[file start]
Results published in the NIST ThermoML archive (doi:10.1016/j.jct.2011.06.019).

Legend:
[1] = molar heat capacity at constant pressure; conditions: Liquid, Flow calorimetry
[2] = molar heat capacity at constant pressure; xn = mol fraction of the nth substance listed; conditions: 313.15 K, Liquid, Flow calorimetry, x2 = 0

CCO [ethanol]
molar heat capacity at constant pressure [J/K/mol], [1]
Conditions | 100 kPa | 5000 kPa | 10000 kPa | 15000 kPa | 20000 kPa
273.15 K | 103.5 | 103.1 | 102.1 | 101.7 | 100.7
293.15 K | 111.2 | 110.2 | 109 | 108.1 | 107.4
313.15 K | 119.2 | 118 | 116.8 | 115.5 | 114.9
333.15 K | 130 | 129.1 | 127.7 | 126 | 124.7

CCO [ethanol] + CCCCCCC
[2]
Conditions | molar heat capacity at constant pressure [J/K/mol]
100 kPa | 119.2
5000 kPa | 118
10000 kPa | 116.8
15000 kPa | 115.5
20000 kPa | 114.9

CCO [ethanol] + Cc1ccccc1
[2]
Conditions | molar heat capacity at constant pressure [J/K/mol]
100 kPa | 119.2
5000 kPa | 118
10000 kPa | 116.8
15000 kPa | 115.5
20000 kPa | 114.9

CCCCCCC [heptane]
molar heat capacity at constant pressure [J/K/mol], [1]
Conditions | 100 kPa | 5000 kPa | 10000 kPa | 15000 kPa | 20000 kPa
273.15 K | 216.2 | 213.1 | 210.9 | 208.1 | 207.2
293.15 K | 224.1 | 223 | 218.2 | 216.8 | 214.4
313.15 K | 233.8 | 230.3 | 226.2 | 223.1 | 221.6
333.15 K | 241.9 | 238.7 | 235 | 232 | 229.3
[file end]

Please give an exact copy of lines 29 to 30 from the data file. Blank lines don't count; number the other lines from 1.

molar heat capacity at constant pressure [J/K/mol], [1]
Conditions | 100 kPa | 5000 kPa | 10000 kPa | 15000 kPa | 20000 kPa